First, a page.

Just as the content of any one document or item needs to be broken down into its constituent bits of data for storage in the fields, the link between them also needs to be available so that they can be re-constituted into their whole form. Records allow us to do this. A tuple is another term used for records.
A simple table gives us the clearest picture of how records and fields work together in the database storage project. Records and fields form the basis of all databases.
The example above shows us how fields can hold a range of different sorts of data – this one has:
- An ID field: ordinal number. integer
- A Pubdate field: day/month/year. date
- An author field: Initial. Surname. text
- A title field: text. •
- A body text field: text.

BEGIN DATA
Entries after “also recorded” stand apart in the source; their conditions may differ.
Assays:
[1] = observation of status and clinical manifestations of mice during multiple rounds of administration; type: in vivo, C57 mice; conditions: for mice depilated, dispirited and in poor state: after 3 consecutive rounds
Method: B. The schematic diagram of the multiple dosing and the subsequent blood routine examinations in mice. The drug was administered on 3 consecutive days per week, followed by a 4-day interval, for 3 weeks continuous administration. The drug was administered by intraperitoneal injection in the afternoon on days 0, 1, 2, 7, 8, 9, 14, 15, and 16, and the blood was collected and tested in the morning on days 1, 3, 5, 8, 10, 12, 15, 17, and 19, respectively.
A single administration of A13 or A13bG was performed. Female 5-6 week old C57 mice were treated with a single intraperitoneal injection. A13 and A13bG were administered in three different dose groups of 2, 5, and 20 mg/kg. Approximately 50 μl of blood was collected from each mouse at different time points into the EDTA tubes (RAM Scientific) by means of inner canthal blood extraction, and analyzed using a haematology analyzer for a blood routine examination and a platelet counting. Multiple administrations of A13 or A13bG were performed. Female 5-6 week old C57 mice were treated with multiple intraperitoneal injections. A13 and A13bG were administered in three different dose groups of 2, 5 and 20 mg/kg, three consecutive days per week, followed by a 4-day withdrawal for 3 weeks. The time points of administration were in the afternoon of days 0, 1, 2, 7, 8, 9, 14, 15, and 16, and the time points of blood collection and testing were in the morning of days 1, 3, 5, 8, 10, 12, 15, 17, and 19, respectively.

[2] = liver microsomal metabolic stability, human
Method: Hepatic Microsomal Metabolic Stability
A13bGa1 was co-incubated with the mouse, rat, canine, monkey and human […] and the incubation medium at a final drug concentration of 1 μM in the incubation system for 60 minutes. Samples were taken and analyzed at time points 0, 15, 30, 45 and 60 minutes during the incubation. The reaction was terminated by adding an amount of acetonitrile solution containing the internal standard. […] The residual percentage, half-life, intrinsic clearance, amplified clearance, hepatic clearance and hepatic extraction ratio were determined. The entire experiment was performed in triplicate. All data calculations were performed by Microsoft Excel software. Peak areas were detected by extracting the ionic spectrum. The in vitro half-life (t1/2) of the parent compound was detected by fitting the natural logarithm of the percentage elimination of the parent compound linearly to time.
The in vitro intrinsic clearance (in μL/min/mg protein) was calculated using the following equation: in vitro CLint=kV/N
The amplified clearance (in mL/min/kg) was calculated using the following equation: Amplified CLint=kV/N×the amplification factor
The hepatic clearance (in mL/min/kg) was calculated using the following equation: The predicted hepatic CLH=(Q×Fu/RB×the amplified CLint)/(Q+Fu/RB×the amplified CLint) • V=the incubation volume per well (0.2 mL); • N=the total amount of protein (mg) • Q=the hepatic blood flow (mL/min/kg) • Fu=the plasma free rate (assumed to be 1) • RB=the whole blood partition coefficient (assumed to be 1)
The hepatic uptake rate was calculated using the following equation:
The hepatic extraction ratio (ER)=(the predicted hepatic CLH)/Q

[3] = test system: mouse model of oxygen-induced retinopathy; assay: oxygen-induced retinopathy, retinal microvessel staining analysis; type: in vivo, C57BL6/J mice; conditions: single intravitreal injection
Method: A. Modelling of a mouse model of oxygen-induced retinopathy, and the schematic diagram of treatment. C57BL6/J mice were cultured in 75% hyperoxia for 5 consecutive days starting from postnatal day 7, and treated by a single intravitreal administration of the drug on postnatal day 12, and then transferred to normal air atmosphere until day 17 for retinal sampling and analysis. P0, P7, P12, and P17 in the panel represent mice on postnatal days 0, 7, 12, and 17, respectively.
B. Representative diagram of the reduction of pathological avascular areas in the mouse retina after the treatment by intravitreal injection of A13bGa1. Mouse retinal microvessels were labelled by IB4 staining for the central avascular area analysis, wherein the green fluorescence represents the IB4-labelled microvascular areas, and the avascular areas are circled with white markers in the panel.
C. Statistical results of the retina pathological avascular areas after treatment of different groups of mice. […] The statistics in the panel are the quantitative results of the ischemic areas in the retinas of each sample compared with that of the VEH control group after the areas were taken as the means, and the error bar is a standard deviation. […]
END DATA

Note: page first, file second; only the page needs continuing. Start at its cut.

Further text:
By creating fields especially for the sorts of data they will house, the database can sort them intelligently. You can request a selection of records which are limited by their date – all before a given date, or all after a given date or all between 2 given dates. Similarly you can choose to have records sorted by date. What is happening here is that the database is reading the information in the date field, not just as numbers separated by slashes, but rather as dates which must be ordered according to a calendar system – because the field was set up as a date field. You are commanding the database to sift through its data and organise it in a particular way.